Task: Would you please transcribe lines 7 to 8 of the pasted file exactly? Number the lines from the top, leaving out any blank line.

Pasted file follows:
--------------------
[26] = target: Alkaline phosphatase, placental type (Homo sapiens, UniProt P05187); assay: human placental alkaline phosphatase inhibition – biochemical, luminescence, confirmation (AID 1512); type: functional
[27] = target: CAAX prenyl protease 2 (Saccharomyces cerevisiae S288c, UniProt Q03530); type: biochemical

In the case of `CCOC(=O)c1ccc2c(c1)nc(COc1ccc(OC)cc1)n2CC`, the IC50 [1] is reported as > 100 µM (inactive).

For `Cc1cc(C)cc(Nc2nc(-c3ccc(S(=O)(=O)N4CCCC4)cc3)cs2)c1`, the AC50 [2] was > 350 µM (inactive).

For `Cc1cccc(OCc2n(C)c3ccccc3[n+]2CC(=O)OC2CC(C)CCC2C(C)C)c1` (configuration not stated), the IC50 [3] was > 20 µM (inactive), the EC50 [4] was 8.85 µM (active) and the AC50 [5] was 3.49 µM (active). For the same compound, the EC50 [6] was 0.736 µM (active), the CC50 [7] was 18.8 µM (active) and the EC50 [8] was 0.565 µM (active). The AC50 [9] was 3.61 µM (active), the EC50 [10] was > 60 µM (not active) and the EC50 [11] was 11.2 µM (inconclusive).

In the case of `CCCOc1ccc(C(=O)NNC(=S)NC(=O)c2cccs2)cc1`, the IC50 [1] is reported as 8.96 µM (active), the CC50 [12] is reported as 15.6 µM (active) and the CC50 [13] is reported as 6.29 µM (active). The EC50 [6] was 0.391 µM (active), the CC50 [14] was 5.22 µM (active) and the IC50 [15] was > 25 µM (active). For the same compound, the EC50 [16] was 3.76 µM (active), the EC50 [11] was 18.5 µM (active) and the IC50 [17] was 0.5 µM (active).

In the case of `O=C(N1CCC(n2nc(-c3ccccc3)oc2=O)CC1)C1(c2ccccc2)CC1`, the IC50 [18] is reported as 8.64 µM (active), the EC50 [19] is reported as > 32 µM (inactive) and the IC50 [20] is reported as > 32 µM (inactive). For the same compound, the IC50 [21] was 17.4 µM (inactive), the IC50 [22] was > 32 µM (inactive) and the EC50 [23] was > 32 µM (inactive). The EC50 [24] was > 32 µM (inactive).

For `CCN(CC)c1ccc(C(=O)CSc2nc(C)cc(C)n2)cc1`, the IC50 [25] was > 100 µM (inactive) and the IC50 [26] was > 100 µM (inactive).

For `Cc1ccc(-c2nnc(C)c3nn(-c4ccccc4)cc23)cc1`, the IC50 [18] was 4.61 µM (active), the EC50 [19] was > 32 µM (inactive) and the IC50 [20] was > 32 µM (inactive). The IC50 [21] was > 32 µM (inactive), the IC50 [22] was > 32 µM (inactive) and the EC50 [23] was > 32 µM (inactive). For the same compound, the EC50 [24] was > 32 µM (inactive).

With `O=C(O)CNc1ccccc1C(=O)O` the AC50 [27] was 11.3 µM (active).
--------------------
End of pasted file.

In the case of `O=C(N1CCC(n2nc(-c3ccccc3)oc2=O)CC1)C1(c2ccccc2)CC1`, the IC50 [18] is reported as 8.64 µM (active), the EC50 [19] is reported as > 32 µM (inactive) and the IC50 [20] is reported as > 32 µM (inactive). For the same compound, the IC50 [21] was 17.4 µM (inactive), the IC50 [22] was > 32 µM (inactive) and the EC50 [23] was > 32 µM (inactive). The EC50 [24] was > 32 µM (inactive).

For `CCN(CC)c1ccc(C(=O)CSc2nc(C)cc(C)n2)cc1`, the IC50 [25] was > 100 µM (inactive) and the IC50 [26] was > 100 µM (inactive).